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Beef Tartare with Anchovies Mayonnaise, Cured Egg Yolk, Crispy Burzstyn, French Mustard and Fried Capers

20/06/2019

Beef Tartare with Anchovies Mayonnaise, Cured Egg Yolk, Crispy Burzstyn, French Mustard and Fried Capers

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This is a French classic, a little revisited. I really don’t like to serve it with raw eggs in restaurants where I work. Not because of safety reasons, but because one whole egg yolk is way too much for one portion. You will have to make cured eggs. It’s easy but it takes time. So plan it in advance.

To serve a beef tartare, there is normally 2 schools, deconstructed with all the ingredients separated, or the classic way, where everything is already mixed. This way of serving is in between. The meat is mixed with some chopped onions and gherkins, salt and pepper, and Tabasco, while the rest of the ingredients are seperated. To make the dish sexy. Of course, you can do as you like.

If you chop the meat in advance, keep it in the refrigerator up to 10-15 minutes before service. Too cold and you will kill all the flavours, but if it stays all day outside, it’s a hazard. When I served beef tartare where I worked, we always chopped the meat when the order came in.

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Beef Tartare with Anchovies Mayonnaise, Cured Egg Yolk, Crispy Burzstyn, French Mustard and Fried Capers

5 from 1 vote
CourseMeatStarter
CuisineInternational
Prep Time 10 mins
Curing Time 7 d
Total Time 7 d 10 mins
Servings 4 People

Ingredients

For the Cured Egg Yolk

  • 4 Egg Yolks, Free Range
  • 400 g Salt
  • 400 g Caster Sugar

For the Anchovies Mayonnaise

  • 1 Egg Yolk
  • 1 tbsp Dijon Mustard
  • 5 Fillets of Anchovies, Mushed
  • 125 ml Olive Oil
  • 125 ml Grapeseed Oil
  • 1 tbsp Worcestershire Sauce
  • 1 tbsp Ketchup
  • Few Drops of Tabasco, To Taste
  • Water, Tepid

For the Beef Tartare

  • 320 g Beef
  • 4 tbsp Onions, Very Finely Chopped
  • 4 tbsp Gherkins, Very Finely Chopped
  • Few Drops of Tabasco, To Taste
  • 2 tbsp Small Capers, Fried
  • 4 tbsp French Grain Mustard
  • 1 tbsp Water
  • Ground Sea Salt, To Taste
  • Freshly Ground Black Pepper, To Taste
  • 4 tbsp Bursztyn, Grated

Instructions

For the Cured Egg Yolk

  • For the cured eggs, it's very important to use free range eggs, as fresh as possible. 
    Mix the salt and sugar together, best way is to use a blender or a food processor, to get them slightly ground. 
    Place half the salt/sugar mixture in a glass baking dish. Now, using one whole in-shell egg, create 4 evenly spaced depressions in this salt/sugar mixture.
    Place one egg yolk at a time in these depressions, then carefully place the remaining mixture over the yolks. Wrap with cling film and refrigerate for 5 to 7 days. Until firm and dry. 
    After, remove the egg yolks from the salt/sugar mixture, brush and rinse gently in water - you can keep the mixture for another use. Dry the egg yolks in paper towel.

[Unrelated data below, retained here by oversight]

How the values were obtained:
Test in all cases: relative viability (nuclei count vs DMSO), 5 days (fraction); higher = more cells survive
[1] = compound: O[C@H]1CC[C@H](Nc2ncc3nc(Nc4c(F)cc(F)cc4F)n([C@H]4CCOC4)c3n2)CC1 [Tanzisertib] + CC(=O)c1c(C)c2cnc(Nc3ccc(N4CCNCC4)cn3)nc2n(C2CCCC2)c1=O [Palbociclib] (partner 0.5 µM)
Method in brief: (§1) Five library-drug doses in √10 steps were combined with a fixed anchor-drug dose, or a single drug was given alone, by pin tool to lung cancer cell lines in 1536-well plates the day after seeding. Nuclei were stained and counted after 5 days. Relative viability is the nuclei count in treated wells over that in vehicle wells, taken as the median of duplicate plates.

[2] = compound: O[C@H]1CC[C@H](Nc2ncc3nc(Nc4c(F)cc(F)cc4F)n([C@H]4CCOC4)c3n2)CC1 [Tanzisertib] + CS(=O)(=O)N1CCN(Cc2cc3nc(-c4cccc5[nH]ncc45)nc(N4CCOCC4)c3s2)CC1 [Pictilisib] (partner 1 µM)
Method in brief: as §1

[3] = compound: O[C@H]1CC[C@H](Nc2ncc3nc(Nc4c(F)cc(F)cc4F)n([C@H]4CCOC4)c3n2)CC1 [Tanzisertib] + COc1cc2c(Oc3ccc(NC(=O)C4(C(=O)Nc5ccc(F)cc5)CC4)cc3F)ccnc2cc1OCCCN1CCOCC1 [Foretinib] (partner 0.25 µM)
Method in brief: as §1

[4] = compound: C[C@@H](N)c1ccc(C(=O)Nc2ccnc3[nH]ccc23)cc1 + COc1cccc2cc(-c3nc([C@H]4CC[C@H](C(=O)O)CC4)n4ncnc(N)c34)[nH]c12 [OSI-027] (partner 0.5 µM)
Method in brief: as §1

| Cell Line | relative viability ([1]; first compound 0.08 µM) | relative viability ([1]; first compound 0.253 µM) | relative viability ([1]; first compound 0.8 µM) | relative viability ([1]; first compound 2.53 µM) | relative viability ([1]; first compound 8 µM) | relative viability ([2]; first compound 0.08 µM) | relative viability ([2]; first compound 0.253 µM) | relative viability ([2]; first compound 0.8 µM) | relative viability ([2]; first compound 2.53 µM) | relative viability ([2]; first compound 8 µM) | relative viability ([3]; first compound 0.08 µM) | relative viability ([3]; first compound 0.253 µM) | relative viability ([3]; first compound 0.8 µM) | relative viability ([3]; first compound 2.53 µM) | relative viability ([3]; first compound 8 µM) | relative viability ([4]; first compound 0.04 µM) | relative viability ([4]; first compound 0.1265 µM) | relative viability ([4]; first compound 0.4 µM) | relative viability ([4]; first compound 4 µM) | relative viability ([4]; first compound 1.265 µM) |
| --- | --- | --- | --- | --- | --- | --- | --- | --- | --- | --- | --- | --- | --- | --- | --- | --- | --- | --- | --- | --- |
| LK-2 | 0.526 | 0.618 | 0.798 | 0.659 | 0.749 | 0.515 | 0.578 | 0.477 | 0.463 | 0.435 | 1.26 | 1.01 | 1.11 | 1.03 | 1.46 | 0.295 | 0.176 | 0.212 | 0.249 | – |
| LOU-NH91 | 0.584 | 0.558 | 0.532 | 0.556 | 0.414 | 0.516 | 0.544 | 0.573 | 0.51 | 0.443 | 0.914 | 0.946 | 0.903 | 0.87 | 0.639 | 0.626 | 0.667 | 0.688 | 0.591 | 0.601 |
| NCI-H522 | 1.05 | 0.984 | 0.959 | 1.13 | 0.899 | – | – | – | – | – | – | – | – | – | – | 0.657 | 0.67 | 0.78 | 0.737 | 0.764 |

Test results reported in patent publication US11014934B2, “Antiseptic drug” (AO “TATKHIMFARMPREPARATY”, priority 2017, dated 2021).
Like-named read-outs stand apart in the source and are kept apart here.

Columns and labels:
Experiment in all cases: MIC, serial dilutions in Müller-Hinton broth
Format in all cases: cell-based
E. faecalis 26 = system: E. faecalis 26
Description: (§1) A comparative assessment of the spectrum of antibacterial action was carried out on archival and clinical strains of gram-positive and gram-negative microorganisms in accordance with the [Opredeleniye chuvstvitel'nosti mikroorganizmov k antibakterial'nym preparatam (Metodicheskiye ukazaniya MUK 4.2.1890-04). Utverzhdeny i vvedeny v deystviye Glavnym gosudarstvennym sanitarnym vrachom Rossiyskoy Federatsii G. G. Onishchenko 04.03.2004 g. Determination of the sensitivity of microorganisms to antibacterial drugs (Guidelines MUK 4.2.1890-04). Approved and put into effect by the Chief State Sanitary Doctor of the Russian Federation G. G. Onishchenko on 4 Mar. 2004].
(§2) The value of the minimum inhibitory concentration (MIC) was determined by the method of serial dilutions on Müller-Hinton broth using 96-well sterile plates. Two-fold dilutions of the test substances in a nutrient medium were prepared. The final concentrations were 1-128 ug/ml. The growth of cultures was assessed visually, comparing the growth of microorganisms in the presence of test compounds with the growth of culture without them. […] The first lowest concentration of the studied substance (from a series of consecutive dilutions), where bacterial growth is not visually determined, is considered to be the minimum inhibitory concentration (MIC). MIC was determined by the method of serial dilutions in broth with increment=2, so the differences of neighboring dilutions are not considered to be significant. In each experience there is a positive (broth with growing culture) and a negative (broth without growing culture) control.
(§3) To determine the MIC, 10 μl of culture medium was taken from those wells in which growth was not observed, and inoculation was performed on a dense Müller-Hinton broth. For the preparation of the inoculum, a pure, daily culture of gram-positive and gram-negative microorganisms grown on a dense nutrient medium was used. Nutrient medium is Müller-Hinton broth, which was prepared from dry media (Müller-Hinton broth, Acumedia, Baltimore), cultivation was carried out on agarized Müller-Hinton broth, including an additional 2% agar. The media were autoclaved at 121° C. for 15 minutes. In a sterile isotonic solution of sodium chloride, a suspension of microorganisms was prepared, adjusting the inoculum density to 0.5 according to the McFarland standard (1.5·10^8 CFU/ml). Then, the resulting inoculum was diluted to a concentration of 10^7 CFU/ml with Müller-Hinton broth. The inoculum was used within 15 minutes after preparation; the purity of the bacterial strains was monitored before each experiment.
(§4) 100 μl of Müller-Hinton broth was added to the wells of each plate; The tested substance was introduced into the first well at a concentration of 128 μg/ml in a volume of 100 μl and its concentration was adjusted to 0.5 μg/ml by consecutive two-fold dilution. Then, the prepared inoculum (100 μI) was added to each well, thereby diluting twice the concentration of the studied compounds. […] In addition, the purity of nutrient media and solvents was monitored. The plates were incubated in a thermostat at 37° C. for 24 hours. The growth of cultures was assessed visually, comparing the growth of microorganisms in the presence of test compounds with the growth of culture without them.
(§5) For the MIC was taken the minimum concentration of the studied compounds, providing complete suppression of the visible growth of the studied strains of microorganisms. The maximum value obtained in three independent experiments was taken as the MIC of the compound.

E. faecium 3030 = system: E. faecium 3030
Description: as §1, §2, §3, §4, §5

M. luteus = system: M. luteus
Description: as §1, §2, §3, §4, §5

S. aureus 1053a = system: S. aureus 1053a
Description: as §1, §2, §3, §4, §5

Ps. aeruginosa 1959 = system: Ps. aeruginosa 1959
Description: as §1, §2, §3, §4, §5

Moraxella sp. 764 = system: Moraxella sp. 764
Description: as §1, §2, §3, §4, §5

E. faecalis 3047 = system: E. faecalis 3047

Transfer to a rack and dry in a preheated oven at 80°C until the exterior of the egg yolks are dry. Could take more than 30 minutes.
    Keep in an airtight plastic container, in a refrigerator, for up to 2 weeks. 
    NB: you can use these cured eggs, grated, with pasta, soups or anything really. Like a hard cheese in fact. 

For the Anchovies Mayonnaise

  • All ingredients have to be at room temperature.
    Take the anchovies fillet and mush them to a purée. Mix them with the egg yolk and Dijon mustard. Mix the two oils together and start to make a mayonnaise. 
    When done, whisk in the Worcestershire sauce, few drops of Tabasco - to taste - and a little ketchup - for colour, but it's not necessary. 
    Finish with tepid water, to get the consistency required. 
    Place the mayonnaise into a squeeze bottle and keep refrigerated. 

For the Beef Tartare

  • First, what kind of beef is better suited for beef tartare?
    Well, the best choice would be Beef Tenderloin, the most tender meat on a beef. But I once did it with Flank Steak, and I know a place that uses Hanger Steak. As long as you take a nice piece of meat without nerves and fat, you still will get very nice result.
    And in the case of the Flank Steak, you will spend much less money and still enjoy a tasty beef tartare.
    Sirloin is also a good choice.
    Now, you need a very sharp knife - don't even think of using a grinder -and slice the meat into very thin strips, preferably along the grain of the meat. Then chop again and again until very thin but not like it was mushed. You still need some texture to it.
    Put the chopped meat into a bowl, add in the very finely chopped onions & gherkins, few drops of Tabasco to taste, freshly ground sea salt & black pepper, and little drops of water. Mix well with a spoon.
    Spoon the beef tartare into 4 plates. I don't like to use a ring mould for it, I like when it looks rustic on the plate.
    Now finish the plating with the crispy Bursztyn (a very good polish cheese, but you can also use Parmesan or any similar cheese you like), fried capers, french grain mustard, anchovies mayonnaise and grated cured egg yolks. 

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